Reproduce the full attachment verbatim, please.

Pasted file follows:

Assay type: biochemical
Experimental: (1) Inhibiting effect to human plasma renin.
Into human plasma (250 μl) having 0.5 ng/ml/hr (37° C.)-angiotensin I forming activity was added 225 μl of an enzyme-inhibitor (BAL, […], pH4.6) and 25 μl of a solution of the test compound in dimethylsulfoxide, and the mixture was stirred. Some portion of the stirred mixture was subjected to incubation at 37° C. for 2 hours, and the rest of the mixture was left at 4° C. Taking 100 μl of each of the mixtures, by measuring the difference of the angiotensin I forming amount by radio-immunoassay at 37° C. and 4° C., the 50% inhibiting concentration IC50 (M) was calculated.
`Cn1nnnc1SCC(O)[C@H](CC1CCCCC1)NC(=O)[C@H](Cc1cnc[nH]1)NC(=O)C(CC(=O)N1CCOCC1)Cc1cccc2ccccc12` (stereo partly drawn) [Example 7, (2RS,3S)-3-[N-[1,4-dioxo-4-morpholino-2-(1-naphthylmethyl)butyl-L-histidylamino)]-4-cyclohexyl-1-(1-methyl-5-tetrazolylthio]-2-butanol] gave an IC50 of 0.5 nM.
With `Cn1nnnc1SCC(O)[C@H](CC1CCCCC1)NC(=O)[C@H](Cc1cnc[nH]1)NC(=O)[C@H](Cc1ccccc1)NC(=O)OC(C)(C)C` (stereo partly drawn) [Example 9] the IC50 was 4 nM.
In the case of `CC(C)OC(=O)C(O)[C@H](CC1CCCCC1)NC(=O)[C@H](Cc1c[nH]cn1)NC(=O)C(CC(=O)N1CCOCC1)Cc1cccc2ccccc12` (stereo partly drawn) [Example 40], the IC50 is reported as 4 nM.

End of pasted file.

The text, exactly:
Assay type: biochemical
Experimental: (1) Inhibiting effect to human plasma renin.
Into human plasma (250 μl) having 0.5 ng/ml/hr (37° C.)-angiotensin I forming activity was added 225 μl of an enzyme-inhibitor (BAL, […], pH4.6) and 25 μl of a solution of the test compound in dimethylsulfoxide, and the mixture was stirred. Some portion of the stirred mixture was subjected to incubation at 37° C. for 2 hours, and the rest of the mixture was left at 4° C. Taking 100 μl of each of the mixtures, by measuring the difference of the angiotensin I forming amount by radio-immunoassay at 37° C. and 4° C., the 50% inhibiting concentration IC50 (M) was calculated.
`Cn1nnnc1SCC(O)[C@H](CC1CCCCC1)NC(=O)[C@H](Cc1cnc[nH]1)NC(=O)C(CC(=O)N1CCOCC1)Cc1cccc2ccccc12` (stereo partly drawn) [Example 7, (2RS,3S)-3-[N-[1,4-dioxo-4-morpholino-2-(1-naphthylmethyl)butyl-L-histidylamino)]-4-cyclohexyl-1-(1-methyl-5-tetrazolylthio]-2-butanol] gave an IC50 of 0.5 nM.
With `Cn1nnnc1SCC(O)[C@H](CC1CCCCC1)NC(=O)[C@H](Cc1cnc[nH]1)NC(=O)[C@H](Cc1ccccc1)NC(=O)OC(C)(C)C` (stereo partly drawn) [Example 9] the IC50 was 4 nM.
In the case of `CC(C)OC(=O)C(O)[C@H](CC1CCCCC1)NC(=O)[C@H](Cc1c[nH]cn1)NC(=O)C(CC(=O)N1CCOCC1)Cc1cccc2ccccc12` (stereo partly drawn) [Example 40], the IC50 is reported as 4 nM.